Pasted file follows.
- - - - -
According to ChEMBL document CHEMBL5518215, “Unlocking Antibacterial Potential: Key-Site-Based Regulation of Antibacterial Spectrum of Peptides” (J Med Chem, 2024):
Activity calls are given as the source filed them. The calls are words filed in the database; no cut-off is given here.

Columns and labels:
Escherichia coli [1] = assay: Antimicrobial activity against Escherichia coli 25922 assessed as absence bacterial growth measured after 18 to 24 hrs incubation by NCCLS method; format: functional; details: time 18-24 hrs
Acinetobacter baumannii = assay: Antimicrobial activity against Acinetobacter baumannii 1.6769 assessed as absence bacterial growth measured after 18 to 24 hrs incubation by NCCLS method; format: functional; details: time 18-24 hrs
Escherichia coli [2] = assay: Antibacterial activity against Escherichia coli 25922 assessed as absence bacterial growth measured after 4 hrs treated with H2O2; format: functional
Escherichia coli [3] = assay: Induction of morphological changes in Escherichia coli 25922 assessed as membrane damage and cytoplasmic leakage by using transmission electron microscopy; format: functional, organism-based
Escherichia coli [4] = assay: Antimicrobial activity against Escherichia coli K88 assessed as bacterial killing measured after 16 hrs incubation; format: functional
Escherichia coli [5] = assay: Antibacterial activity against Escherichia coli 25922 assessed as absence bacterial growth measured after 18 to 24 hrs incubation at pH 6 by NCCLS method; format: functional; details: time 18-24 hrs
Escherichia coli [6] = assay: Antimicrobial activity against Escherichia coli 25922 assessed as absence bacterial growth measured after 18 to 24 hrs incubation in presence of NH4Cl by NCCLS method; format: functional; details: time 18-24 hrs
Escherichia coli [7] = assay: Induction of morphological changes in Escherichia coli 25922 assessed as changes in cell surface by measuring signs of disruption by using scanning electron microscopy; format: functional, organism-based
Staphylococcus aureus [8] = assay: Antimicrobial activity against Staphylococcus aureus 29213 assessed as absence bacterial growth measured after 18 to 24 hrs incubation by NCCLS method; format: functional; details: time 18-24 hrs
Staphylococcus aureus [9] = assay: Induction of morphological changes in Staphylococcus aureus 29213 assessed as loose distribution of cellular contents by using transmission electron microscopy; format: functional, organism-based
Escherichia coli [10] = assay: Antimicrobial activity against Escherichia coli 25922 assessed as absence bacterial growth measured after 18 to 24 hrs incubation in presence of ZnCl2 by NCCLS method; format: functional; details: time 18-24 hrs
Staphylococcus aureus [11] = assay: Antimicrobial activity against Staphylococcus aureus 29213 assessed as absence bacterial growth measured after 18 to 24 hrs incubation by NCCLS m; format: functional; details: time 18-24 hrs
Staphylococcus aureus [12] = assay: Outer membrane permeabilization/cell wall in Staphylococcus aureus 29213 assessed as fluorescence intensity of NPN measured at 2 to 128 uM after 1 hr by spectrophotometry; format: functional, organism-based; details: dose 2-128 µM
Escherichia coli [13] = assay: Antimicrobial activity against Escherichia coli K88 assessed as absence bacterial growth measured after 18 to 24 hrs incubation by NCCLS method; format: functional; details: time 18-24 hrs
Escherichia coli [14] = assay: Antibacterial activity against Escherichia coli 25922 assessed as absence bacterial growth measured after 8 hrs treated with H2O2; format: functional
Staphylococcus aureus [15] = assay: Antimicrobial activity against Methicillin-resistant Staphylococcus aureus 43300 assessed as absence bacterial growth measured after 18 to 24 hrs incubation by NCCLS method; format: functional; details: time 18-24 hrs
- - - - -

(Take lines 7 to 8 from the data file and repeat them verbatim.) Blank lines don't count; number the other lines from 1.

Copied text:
Escherichia coli [3] = assay: Induction of morphological changes in Escherichia coli 25922 assessed as membrane damage and cytoplasmic leakage by using transmission electron microscopy; format: functional, organism-based
Escherichia coli [4] = assay: Antimicrobial activity against Escherichia coli K88 assessed as bacterial killing measured after 16 hrs incubation; format: functional